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Egg production cut by 75%

post #1 of 5
Thread Starter 
We are in zone 8, on the east coast. We aren't supplementing light, so I was expecting a drop. We have 4 hens, all arouND 7-8 months old. Our buff orp hasn't laid in 2 weeks and our wyandotte is laying once every 3-5 days. Rhode islands are about every other day, which was more what I was expecting. I've looked everywhere, can't find a pile of hidden eggs, and they appear completely healthy. Is it normal for the larger birds to take a very big break?

I was thinking about adding some heat (just the tin can, closed with a light bulb in it) or wondering if I should be adjusting their food intake, or if I just need to put a tarp around the coop, or if this is normal.
post #2 of 5

Yes, it's normal.  Lower daylight hours and production will not be at it's maximum.  The number of eggs you get will start growing after the solstice and the days start getting longer.  The good news is we are almost there!

 

I have around 50 birds and am getting 2-3 eggs a day.  I have many birds finishing up on their molts.  2 of my birds just started back up from molting, so I'm getting an egg every other day from them.

Breeding Welsummers and Barnevelders.

 

Having an Icelandic in the coop is like having a 2 year old in the house - they are into everything and don't follow the rules.



Join us for the 7th Annual Easter Hatchalong!
http://www.backyardchickens.com/t/1074649/the-7th-annual-byc-easter-hatch-a-long/0_50

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Breeding Welsummers and Barnevelders.

 

Having an Icelandic in the coop is like having a 2 year old in the house - they are into everything and don't follow the rules.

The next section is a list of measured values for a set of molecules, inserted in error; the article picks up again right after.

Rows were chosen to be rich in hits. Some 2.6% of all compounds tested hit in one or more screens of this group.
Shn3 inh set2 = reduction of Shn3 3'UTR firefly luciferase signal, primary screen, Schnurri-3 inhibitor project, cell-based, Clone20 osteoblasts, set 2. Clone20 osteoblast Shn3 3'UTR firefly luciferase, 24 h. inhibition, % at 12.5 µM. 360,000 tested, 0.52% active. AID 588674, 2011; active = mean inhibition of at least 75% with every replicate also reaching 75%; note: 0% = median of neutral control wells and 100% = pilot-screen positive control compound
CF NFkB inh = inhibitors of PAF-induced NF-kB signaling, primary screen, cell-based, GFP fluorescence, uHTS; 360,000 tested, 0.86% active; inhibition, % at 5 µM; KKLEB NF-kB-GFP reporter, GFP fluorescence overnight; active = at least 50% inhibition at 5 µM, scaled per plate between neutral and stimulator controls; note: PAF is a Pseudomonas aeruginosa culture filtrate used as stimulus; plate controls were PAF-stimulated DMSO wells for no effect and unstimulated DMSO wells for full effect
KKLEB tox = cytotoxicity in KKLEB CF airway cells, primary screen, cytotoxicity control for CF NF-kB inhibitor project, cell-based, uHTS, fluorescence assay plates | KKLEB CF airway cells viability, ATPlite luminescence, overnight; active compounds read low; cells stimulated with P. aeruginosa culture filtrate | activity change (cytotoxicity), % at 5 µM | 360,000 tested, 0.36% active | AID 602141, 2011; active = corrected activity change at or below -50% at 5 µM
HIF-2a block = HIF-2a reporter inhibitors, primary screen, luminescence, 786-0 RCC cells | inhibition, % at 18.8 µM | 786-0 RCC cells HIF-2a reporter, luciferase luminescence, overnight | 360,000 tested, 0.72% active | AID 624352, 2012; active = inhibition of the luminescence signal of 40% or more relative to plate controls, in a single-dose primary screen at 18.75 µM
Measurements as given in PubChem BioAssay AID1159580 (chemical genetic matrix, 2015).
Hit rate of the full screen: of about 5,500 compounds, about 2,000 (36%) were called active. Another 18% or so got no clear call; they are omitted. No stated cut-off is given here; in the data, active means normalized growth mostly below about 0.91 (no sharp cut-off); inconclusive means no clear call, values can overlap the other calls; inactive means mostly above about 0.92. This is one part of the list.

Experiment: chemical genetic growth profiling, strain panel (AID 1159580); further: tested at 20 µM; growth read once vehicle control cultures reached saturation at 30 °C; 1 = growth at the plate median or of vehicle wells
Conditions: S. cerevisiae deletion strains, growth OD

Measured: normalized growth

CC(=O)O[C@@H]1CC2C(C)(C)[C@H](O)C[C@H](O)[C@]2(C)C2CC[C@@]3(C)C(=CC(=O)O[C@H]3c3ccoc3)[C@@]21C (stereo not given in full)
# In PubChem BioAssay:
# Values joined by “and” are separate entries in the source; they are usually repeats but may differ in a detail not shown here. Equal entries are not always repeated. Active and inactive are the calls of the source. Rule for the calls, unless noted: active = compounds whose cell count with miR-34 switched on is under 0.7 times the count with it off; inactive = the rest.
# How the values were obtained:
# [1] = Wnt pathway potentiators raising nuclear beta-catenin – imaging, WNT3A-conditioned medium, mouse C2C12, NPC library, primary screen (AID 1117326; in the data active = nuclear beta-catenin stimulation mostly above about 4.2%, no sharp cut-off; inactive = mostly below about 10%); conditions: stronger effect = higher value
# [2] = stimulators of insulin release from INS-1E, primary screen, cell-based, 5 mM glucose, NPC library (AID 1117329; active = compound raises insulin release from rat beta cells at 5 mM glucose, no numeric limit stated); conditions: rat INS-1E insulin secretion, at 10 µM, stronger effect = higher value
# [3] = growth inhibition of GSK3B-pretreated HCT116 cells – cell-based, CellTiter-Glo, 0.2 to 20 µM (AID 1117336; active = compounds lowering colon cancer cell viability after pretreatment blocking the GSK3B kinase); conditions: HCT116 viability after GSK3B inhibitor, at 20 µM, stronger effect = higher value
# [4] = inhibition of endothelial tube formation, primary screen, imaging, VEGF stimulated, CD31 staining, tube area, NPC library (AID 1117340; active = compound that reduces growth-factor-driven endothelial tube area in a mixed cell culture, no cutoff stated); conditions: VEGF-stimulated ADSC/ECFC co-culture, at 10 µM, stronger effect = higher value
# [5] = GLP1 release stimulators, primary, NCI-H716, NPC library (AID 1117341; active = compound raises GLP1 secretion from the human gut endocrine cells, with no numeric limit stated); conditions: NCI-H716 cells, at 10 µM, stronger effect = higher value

Join us for the 7th Annual Easter Hatchalong!
http://www.backyardchickens.com/t/1074649/the-7th-annual-byc-easter-hatch-a-long/0_50

Reply
post #3 of 5
Thread Starter 
Ok! Well that's reassuring! We'll just keep on keeping on! I hope your girls make it through molting with relative ease!
post #4 of 5

I wouldn't bother with any heat, they don't need it....your waterer might if it's freezing and they can't drink.

 

If you free range you might want to confine them for a week or so.

 

Several of my yearlings are done molting and they have 15 hours of light and still are not laying.  Good thing the pullets are putting out!


Edited by aart - 12/5/15 at 6:57am

Great article on VENTILATION, one of THE MOST IMPORTANT aspects of coop design.

Fantastic treatise to help decide how much SPACE your chickens need.

 

Chicken math is not just 'addition'...but also should include Division, Multiplication and especially Subtraction!!!

 

Quoting centrarchid:

"Make every effort to understand your chicken's biology and the environment that supports it."

Reply

Great article on VENTILATION, one of THE MOST IMPORTANT aspects of coop design.

Fantastic treatise to help decide how much SPACE your chickens need.

 

Chicken math is not just 'addition'...but also should include Division, Multiplication and especially Subtraction!!!

 

Quoting centrarchid:

"Make every effort to understand your chicken's biology and the environment that supports it."

Reply
post #5 of 5
I live in South Dakota and have 12 hens and 18 pullets. My hens are out lying the pullets with the overall egg production dropping by more than half since the cold weather started. My Easter Eggers are part of the pullets, but I haven't seen a colored egg in over 2 weeks. This is my first experience with this breed so I wasn't sure if this is typical in the winter time. Thanks!
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